This is the second in Savoy's series of classic reprints, and while it isn't as essential a publication as the first, The Exploits of Engelbrecht, it's still well worth a look. Skene was a pulp writer working principally with 'the sleuth of the second-rate', Sexton Blake, from 1916 to 1948. Zenith was conceived originally as one of Blake's more colourful villains, jockeying for position with 'reincarnated High Priests of Ancient Egypt' and 'avenging toffs', and became from his first appearance one of the most popular adversaries in the Blake universe. Readers just couldn't get enough of the albino's deathly pallor, immaculate grooming and death-defying opium habit, and Skene wrote almost sixty novellas along with fifteen full-length novels featuring the dapper yet freakish master criminal. Here Zenith appears without Blake, and is pitted instead against examples of the more crassly criminal element, as well as two typically hapless policemen.
Notwithstanding Sexton Blake's reputation as 'the office boy's Sherlock Holmes', Monsieur Zenith has more than a little of Conan Doyle's creation himself, being, as already mentioned, a prodigious user of opiates, a master of disguise and a virtuoso violinist. Although Zenith operates on the wrong side of the law, he is morally on the side of justice, for all his amoral posturing: when a lady's welfare is at stake Zenith knows just what to do.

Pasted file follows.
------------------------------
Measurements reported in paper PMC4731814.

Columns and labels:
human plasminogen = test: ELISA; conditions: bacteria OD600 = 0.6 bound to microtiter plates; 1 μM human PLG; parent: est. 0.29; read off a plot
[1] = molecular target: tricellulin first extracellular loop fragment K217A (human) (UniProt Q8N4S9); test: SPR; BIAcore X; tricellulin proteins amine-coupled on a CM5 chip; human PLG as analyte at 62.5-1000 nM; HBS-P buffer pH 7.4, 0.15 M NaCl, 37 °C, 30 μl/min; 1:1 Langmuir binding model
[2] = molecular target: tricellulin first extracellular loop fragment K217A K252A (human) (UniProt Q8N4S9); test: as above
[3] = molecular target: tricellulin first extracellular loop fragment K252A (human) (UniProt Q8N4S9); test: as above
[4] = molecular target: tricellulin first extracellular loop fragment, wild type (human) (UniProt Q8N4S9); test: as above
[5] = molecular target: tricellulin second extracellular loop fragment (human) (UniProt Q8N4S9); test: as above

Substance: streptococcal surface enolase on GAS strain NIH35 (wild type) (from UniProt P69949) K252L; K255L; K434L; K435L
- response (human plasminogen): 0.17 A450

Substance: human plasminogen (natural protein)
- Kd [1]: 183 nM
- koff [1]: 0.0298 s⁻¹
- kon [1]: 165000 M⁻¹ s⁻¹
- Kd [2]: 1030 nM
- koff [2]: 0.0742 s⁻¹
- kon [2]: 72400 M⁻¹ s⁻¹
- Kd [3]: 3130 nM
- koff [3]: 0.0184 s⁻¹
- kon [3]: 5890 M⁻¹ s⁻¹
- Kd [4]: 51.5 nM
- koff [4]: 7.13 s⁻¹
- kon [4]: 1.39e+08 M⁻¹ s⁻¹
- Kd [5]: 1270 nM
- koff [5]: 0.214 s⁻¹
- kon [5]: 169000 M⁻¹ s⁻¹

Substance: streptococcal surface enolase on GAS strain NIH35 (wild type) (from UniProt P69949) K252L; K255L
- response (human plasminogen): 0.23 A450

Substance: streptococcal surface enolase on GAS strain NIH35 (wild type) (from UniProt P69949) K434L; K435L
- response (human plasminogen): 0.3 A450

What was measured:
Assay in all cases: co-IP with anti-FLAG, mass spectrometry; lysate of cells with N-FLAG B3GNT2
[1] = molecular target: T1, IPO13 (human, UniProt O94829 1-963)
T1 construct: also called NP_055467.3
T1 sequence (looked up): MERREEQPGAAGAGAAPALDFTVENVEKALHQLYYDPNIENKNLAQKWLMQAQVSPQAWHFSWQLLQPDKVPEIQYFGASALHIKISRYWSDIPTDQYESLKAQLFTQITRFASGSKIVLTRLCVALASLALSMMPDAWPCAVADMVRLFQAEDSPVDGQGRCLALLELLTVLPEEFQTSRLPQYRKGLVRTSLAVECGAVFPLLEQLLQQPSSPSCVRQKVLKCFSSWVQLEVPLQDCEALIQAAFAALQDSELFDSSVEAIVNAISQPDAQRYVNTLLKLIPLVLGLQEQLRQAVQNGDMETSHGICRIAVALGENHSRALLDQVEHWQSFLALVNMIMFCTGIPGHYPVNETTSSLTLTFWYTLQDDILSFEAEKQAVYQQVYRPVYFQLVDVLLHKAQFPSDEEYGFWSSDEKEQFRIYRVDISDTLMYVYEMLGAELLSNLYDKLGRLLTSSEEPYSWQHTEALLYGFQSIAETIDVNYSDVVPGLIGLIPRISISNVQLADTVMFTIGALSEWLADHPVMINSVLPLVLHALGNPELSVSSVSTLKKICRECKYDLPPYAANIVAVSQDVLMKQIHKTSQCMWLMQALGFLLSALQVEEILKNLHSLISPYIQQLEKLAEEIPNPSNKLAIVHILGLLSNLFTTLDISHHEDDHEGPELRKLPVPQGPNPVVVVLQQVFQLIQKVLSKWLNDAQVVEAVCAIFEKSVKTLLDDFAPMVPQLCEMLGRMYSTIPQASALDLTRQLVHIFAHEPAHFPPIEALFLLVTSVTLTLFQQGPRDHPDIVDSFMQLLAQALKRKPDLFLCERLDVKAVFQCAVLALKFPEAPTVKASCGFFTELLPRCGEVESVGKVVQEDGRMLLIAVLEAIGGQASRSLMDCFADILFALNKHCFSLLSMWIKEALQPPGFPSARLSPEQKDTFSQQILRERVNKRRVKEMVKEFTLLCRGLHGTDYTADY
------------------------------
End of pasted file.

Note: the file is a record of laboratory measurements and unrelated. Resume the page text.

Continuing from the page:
Despite Skene's punchy, highly readable style, this isn't a forgotten masterpiece; but as a criticism this misses the point. Zenith is a character delirious enough to deserve to live on - equal parts Holmes, Fantomas and Diabolik, as well as having been a formative influence on Moorcock's Elric - and Savoy's presentation here makes the volume nothing less than a paean to weird pulp in all its crazed glory. Not only is the original text incredibly obscure - the publishers are aware of only three extant copies - but Savoy have also included original Zenith illustrations, including a number of covers from the likes of Detective Weekly and Union Jack, as well as new illustrations from Savoy stalwarts Kris Guidio and John Coulthart, an exhaustively researched foreword by Jack Adrian and a fascinating reminiscence on the contemporary pulp scene by Moorcock. This is about as far as it gets from cynical hack publishing - but then Savoy sets higher standards than most. Recommended.Hit the 'back' key in your browser to return to subject index page